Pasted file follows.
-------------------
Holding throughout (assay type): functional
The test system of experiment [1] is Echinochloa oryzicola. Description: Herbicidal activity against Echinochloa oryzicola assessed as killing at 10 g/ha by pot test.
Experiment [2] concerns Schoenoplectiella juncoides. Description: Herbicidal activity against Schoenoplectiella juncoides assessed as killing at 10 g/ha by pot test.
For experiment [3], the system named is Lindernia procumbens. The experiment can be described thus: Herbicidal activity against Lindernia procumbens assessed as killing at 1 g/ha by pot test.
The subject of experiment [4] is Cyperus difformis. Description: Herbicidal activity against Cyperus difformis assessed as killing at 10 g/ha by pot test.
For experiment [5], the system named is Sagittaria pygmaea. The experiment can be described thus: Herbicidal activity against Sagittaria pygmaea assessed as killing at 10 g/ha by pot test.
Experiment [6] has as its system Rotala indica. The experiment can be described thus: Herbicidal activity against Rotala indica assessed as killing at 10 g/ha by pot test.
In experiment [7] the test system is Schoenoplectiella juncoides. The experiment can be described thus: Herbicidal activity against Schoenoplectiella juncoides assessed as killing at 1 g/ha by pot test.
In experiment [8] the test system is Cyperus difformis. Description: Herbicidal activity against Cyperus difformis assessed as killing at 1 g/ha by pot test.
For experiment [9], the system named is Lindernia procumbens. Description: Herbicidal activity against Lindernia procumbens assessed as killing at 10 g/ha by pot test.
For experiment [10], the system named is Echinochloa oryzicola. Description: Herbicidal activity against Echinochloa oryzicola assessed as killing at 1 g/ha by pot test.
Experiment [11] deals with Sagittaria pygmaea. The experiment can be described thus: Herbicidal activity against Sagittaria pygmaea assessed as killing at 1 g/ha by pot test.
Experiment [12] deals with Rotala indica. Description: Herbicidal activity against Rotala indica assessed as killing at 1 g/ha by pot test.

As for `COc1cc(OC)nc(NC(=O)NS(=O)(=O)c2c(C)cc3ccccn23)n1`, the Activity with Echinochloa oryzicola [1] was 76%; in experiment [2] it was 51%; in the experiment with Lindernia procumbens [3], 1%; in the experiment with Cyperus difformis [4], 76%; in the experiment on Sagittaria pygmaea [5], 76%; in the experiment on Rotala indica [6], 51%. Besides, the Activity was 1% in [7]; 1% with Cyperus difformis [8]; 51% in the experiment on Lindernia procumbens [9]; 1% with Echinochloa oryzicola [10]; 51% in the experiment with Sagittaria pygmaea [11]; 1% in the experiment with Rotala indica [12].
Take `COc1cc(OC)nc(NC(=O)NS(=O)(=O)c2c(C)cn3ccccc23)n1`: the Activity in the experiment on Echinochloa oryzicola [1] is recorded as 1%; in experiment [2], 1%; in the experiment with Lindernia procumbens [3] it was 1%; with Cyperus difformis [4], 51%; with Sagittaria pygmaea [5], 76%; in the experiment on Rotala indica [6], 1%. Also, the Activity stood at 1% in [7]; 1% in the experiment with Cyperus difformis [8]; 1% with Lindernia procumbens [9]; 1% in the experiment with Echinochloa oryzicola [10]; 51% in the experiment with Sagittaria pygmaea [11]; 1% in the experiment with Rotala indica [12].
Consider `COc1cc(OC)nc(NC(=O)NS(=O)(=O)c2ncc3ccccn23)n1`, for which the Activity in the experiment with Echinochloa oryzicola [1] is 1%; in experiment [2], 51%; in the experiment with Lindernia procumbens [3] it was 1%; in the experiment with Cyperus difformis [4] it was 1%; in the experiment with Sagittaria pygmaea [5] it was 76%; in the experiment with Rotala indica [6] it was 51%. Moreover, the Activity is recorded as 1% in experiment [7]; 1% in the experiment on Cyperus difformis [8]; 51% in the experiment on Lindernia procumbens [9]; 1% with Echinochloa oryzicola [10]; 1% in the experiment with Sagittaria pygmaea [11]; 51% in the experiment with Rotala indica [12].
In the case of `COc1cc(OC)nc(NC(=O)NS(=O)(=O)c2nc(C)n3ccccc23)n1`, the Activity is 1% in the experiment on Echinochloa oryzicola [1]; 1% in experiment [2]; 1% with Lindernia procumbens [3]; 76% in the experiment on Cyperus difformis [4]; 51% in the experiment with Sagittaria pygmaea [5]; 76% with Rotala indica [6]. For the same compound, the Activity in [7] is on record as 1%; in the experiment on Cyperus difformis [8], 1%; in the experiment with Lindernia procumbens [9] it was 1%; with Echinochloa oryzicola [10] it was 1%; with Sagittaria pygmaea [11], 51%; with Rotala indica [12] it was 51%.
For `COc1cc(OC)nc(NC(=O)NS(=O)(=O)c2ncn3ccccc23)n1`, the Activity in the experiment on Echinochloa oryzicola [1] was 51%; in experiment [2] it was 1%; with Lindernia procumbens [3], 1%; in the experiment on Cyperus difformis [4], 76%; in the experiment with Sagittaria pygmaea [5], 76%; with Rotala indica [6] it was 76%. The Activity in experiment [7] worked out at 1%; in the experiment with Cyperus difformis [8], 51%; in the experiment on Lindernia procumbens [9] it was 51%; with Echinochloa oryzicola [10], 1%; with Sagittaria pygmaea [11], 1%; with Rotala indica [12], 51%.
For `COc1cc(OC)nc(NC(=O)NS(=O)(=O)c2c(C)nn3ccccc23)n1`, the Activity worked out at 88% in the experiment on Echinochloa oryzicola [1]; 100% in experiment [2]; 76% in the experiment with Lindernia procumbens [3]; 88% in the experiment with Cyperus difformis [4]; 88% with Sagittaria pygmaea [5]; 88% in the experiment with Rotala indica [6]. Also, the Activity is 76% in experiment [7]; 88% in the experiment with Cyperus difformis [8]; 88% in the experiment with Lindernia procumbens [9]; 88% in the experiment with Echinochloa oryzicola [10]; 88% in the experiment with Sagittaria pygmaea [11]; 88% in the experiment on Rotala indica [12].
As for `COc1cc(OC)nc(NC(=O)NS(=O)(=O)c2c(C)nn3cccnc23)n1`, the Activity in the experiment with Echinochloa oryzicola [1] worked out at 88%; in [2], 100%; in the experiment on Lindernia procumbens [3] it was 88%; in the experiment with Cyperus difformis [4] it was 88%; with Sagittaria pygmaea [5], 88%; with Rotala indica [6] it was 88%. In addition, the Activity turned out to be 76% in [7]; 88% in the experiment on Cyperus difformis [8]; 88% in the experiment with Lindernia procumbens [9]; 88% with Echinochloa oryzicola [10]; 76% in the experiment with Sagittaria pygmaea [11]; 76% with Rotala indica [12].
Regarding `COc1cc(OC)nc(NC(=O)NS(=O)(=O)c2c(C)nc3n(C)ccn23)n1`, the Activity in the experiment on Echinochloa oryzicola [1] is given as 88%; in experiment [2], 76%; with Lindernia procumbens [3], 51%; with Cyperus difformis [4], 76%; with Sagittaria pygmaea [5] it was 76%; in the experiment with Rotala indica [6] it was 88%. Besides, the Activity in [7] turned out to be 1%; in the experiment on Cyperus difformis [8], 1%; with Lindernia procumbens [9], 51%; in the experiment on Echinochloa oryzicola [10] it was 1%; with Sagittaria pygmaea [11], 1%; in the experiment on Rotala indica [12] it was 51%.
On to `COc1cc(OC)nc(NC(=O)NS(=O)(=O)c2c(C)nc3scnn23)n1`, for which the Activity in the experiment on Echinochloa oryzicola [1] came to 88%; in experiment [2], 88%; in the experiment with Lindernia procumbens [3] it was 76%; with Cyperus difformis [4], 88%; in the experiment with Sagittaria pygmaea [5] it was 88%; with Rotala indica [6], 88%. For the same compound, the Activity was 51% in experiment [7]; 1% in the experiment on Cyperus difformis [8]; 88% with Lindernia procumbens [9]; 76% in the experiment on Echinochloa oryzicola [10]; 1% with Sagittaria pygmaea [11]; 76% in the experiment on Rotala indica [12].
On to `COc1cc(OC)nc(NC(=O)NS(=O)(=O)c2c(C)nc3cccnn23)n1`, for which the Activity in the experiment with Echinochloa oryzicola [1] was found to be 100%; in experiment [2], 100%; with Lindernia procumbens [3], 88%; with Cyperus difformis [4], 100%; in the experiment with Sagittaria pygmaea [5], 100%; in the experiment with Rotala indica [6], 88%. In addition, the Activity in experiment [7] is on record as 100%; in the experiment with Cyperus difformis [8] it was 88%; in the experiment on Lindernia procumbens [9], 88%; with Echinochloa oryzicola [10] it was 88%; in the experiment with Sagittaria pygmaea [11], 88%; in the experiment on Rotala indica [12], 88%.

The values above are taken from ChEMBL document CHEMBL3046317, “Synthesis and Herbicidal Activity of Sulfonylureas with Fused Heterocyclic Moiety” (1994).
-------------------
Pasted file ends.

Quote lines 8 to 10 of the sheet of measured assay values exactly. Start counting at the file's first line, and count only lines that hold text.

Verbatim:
In experiment [7] the test system is Schoenoplectiella juncoides. The experiment can be described thus: Herbicidal activity against Schoenoplectiella juncoides assessed as killing at 1 g/ha by pot test.
In experiment [8] the test system is Cyperus difformis. Description: Herbicidal activity against Cyperus difformis assessed as killing at 1 g/ha by pot test.
For experiment [9], the system named is Lindernia procumbens. Description: Herbicidal activity against Lindernia procumbens assessed as killing at 10 g/ha by pot test.